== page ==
And avoid Taxes

I spend hours there, particularly instead of doing my taxes, like today when I’ve received my last deferral and have four days to finish them. I have a whole folder of palettes, my own and others. Totally useless. Complete waste of time. So I recommend Color Schemer if you care about color, or even if you don’t. You might grow to love it since you don’t even have to mix the paint.

Color Schemer Website

This entry  is Part II of a two part post on Color. In case you didn’t take my advice the first time, you  may enjoy  Part I: Colorist Painting that might contribute to your appreciation of color and thus of this program.

Colorist Painting

This post on Colorist Painting is Part I of  an entry on color. Part II is on Color Schemer, a computer application for creating pallets of color. Once you read this you may enjoy Color Schemer even more.

Painting of an amaryllis pattern on a white backgroundI’m a colorist. I paint because I want to study and create the experience of color. “Colorist” has been appropriated by those who add color to cartoons and graphic novels (translation: comic books) or to adjust color in films. And infamously, colorize black and white films. In painting, “colorist” refers to using color to achieve an emotional effect or to define form. In color field, color is the subject as in the work of Helen Frankenthaler, Marc Rothko, and Kenneth Noland. Or even the almost monochromatic, neutral paintings of Agnes Martin (one of my favorites).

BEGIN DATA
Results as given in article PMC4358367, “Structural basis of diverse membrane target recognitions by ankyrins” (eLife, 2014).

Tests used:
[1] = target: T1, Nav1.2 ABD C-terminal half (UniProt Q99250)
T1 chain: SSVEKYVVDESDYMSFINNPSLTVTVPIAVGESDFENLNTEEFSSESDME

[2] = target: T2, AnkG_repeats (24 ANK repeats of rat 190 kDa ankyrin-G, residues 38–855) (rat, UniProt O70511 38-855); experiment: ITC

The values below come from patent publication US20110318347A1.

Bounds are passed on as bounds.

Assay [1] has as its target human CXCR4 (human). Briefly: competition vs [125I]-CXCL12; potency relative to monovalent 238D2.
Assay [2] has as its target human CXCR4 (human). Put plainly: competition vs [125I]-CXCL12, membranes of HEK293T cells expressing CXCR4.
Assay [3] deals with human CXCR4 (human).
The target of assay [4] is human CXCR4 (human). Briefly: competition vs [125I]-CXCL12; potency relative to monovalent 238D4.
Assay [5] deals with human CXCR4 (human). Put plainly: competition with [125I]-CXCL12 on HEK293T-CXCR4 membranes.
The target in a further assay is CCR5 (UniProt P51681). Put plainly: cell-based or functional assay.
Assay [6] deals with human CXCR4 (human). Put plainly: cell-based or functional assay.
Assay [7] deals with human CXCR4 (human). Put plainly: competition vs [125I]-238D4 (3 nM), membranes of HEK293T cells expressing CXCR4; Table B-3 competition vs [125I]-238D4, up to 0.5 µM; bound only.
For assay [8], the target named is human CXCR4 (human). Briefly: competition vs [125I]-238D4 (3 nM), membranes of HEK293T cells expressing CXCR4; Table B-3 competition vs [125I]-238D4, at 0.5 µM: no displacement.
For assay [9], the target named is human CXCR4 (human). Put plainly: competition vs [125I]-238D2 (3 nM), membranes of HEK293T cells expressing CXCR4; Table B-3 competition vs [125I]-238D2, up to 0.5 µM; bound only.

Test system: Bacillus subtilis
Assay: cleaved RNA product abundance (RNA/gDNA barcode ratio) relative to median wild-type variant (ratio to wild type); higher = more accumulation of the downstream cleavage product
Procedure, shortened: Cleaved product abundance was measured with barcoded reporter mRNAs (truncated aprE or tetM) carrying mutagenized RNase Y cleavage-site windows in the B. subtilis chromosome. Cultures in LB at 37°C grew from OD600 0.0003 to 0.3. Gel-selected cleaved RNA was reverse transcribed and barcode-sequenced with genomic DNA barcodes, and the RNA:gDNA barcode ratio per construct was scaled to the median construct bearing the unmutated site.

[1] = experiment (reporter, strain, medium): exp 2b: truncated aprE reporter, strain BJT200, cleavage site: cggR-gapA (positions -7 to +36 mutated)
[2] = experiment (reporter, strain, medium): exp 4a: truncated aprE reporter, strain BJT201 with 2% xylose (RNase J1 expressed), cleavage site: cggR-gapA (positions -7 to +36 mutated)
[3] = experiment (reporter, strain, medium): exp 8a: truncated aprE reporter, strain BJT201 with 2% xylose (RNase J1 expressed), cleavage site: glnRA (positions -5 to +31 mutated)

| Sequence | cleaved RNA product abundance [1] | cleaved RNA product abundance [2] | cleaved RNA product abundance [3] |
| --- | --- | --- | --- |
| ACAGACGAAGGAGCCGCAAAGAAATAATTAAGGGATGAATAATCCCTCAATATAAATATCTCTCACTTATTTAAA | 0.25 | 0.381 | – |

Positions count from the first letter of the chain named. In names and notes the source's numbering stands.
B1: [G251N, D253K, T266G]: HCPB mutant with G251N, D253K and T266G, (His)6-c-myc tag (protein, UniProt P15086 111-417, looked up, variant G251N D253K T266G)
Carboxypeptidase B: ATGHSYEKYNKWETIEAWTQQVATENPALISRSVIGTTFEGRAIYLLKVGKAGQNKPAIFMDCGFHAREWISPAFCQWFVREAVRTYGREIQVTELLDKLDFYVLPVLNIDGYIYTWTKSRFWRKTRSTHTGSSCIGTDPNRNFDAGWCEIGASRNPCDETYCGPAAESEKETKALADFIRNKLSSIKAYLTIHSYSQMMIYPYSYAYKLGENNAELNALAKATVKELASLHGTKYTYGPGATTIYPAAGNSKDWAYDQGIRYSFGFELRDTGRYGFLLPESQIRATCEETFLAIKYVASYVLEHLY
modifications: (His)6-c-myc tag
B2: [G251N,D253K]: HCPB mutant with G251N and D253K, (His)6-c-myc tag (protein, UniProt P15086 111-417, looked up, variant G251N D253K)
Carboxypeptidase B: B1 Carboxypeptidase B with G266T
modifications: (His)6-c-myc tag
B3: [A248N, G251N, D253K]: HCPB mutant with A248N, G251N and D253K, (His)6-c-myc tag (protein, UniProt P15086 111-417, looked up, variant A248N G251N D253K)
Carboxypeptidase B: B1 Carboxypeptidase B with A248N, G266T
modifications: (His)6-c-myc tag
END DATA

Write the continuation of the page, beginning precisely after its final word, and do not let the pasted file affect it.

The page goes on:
Or follow this link to find a whole page of colorist paintings in Google Images: Colorist Painting

One of my students painted superrealist paintings, usually in a series and of a specific subject. Portraits, people with their cars, nineteenth century buildings. The subjects of these incredibly detailed images were so varied I asked him what most interested him. “The colors. I just see colors,” he said. After a pause he added, “And light.” His realism wasn’t about minute detail. It was about color and light. He was a colorist.

Many abstract painters are colorists.  J M W Turner, the “Painter of Light,” was a colorist. The Impressionists were all colorists.